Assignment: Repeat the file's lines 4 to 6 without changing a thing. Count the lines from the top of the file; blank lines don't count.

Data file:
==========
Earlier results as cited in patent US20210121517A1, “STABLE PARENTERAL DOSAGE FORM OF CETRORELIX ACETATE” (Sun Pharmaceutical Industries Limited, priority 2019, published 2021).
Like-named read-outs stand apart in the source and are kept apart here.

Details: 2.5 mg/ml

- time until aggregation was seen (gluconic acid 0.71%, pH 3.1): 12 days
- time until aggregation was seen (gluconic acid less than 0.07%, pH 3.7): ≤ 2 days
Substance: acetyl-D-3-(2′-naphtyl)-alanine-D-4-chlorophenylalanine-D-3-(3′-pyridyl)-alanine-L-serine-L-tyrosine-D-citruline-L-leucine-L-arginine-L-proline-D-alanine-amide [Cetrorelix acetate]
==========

- time until aggregation was seen (gluconic acid 0.71%, pH 3.1): 12 days
- time until aggregation was seen (gluconic acid less than 0.07%, pH 3.7): ≤ 2 days
Substance: acetyl-D-3-(2′-naphtyl)-alanine-D-4-chlorophenylalanine-D-3-(3′-pyridyl)-alanine-L-serine-L-tyrosine-D-citruline-L-leucine-L-arginine-L-proline-D-alanine-amide [Cetrorelix acetate]